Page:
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Annu Rev Pharmacol Toxicol. 2003;43:521-44. Epub 2002 Jan 10.

The Caenorhabditis elegans dopaminergic system: opportunities for insights into dopamine transport and neurodegeneration.

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  • 1Department of Pharmacology, Vanderbilt University Medical Center, Nashville, Tennessee 37232-6420, USA. richard.nass@vanderbilt.edu

Abstract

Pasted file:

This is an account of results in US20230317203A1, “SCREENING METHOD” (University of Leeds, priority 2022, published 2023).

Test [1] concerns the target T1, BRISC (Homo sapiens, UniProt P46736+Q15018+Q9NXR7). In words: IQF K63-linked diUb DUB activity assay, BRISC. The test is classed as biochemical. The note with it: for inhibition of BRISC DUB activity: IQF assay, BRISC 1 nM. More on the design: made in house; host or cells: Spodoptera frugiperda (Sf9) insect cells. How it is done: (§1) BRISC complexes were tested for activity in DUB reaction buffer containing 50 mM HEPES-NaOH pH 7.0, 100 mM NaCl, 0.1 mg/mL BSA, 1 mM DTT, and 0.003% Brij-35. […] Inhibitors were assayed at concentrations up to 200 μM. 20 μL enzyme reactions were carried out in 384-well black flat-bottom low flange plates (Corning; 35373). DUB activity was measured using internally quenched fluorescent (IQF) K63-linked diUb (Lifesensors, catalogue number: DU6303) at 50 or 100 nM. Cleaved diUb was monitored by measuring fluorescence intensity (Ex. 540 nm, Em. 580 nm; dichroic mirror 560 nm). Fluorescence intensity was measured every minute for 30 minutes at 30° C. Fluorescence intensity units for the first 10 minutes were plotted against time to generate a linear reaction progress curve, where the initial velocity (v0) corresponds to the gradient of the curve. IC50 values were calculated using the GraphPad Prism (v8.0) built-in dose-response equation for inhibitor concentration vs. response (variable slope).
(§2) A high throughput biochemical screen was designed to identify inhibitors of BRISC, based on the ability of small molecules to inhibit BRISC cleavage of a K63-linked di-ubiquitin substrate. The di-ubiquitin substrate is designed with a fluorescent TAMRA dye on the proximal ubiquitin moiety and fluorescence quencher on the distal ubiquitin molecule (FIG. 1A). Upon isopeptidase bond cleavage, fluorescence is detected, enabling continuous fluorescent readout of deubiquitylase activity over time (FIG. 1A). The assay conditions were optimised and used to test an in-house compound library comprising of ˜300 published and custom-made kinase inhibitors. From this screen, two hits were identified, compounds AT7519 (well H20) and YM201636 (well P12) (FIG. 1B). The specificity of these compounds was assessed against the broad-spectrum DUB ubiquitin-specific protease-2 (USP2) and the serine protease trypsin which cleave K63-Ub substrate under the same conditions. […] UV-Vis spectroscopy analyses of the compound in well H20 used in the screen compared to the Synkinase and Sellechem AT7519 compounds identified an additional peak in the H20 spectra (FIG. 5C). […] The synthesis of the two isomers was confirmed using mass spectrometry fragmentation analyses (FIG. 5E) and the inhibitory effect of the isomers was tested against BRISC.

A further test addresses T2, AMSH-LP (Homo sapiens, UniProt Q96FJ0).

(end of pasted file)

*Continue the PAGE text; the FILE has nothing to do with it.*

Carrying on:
The neurotransmitter dopamine (DA) plays a central role in the coordination of movement, attention, and the recognition of reward. Loss of DA from the basal ganglia, as a consequence of degeneration of neurons in the substantia nigra, triggers postural instability and Parkinson's disease (PD). DA transporters (DATs) regulate synaptic DA availability and provide a conduit for the uptake of DA mimetic neurotoxins, which can be used to evoke neuronal death and Parkinson-like syndrome. Recently, we have explored the sensitivity of DA neurons in the nematode Caenorhabditis elegans to the Parkinsonian-inducing neurotoxin 6-hydroxydopamine (6-OHDA) and found striking similarities, including DAT dependence, to neurodegeneration observed in mammalian models. In this review, we present our findings in the context of molecular and behavioral dimensions of DA signaling in C. elegans with an eye toward opportunities for uncovering DAT mutants, DAT regulators, and components of toxin-mediated cell death.

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